Exhibit: The History of the Long Trail

“… to make the Vermont mountains play a larger
part in the life of the people.”

– mission of the Green Mountain Club since its founding

When James P. Taylor first advanced the idea of a wilderness hiking trail through Vermont’s Green Mountains, his vision was as expansive as the landscape itself. People would come to Vermont, fall in love with the trail and the mountains, and grow to love and support the state itself. To that end, he and twenty-two others founded the Green Mountain Club (GMC) on March 11, 1910.

The newly-formed Green Mountain Club intended to build a hiking footpath from Massachusetts to Canada. Construction began in 1912, and the first completed section ran from Sterling Pond to Camel’s Hump. Over the next ten years, GMC members and other volunteers constructed an additional 209 miles and raised 44 trail shelters. In 1930, trailblazers cut the final link of the Long Trail from Jay Peak to the Canadian border.

Over the years, the trail underwent a series of reroutes in some areas to lift it from lower elevations to the high ridgeline. Work continues today to upgrade or relocate the trail to more suitable locations or onto conserved lands. 

Through all the trail changes, the experience of hiking on the Long Trail remains a timeless and meaningful endeavor.

Hiking in the Green Mountains, particularly over long distances, can offer a welcome reprieve from the bustle of day-to-day living. The nature of that escape, however, has changed dramatically since the early 1900s.?

When the trail was less well-known and travelled, hikers could look forward to the company of the occasional caretaker at day’s end. Early caretakers were only stationed at shelters on popular peaks, like Mount Mansfield. Hikers might have also found company in farm families who provided a warm meal and bed for a nominal fee. But during the day, passing a fellow hiker on the trail was rare, and one could walk for miles—days even—without seeing another soul.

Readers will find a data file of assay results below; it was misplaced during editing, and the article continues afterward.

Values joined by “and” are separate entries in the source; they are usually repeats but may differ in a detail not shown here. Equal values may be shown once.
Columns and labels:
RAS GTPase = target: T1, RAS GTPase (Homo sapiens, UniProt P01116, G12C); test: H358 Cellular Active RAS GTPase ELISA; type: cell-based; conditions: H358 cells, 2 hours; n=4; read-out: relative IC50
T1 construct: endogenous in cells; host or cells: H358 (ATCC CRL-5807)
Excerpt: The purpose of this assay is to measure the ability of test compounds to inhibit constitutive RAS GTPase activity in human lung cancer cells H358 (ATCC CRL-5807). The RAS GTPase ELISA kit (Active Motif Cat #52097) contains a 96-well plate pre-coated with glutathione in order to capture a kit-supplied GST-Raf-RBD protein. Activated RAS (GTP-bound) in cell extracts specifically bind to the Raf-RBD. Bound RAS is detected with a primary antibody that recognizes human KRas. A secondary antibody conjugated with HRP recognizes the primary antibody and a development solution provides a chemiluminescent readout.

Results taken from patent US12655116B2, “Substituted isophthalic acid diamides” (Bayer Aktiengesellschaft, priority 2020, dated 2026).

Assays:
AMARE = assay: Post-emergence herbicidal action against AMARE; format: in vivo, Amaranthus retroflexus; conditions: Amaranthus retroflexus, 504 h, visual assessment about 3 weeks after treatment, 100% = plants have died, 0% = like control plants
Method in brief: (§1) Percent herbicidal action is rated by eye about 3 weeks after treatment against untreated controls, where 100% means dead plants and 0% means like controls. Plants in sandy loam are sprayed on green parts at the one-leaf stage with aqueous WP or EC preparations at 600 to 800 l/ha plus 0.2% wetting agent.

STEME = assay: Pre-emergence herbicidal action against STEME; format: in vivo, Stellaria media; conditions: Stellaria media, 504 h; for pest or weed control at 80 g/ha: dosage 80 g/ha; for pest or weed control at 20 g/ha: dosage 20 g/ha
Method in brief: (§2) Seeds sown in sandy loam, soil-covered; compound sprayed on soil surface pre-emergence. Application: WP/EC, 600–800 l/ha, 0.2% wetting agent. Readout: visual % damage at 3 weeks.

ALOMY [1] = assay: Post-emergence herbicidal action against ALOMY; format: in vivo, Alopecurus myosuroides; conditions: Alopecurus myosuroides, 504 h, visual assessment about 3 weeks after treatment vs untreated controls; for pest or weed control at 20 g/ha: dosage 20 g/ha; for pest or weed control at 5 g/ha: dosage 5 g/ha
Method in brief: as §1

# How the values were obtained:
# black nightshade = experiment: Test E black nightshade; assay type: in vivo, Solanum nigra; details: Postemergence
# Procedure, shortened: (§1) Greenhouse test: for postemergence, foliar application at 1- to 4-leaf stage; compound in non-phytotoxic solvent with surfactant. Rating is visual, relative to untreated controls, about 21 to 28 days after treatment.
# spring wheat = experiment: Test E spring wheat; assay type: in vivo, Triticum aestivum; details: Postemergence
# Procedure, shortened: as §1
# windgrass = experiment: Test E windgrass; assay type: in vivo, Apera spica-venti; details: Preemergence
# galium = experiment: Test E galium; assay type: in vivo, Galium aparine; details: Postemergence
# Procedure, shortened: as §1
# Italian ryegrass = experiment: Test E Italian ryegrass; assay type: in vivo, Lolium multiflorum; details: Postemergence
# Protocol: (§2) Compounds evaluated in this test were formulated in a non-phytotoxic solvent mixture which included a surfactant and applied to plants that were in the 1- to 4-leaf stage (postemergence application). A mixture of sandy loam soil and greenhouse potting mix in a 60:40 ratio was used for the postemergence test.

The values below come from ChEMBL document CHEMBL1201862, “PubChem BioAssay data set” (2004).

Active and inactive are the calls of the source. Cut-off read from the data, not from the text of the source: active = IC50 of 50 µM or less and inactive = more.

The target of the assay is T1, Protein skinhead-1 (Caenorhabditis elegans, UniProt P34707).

A hiking boom in the 1970s changed the hiking experience from true solitude to one that assured you would find company in the woods as more people flocked to the mountains to recreate. Technology today has hikers even more connected to the world; instead of tracking their thoughts and experiences in handwritten journals, some hikers livestream their daily progress to the internet.?

Solitude is now harder to find on the trail – but not impossible. Hiking the Long Trail is still a deeply personal and individual experience, no matter how many others share the trail.

The spirit of community is expressed both on and off the Long Trail. Since its beginnings, the Green Mountain Club has been organized into sections that correspond to geographic stretches of the Long Trail. Initially, these sections formed in order to cut and build the actual trail itself, but today they are robust volunteer-run chapters who take responsibility for trail maintenance in their areas.

Hikers could find support from local farmers along the trail in the early 1900s. They paid a nominal price for food and shelter and to bunk with the family or in the barn. Some farms grew famous as regular stops and were listed in the Long Trail Guide.?Today, towns, known as ‘trail towns,’ welcome hundreds of hikers in a season. Gear and grocery stores, restaurants, laundry facilities, post offices, and other services draw hikers to town.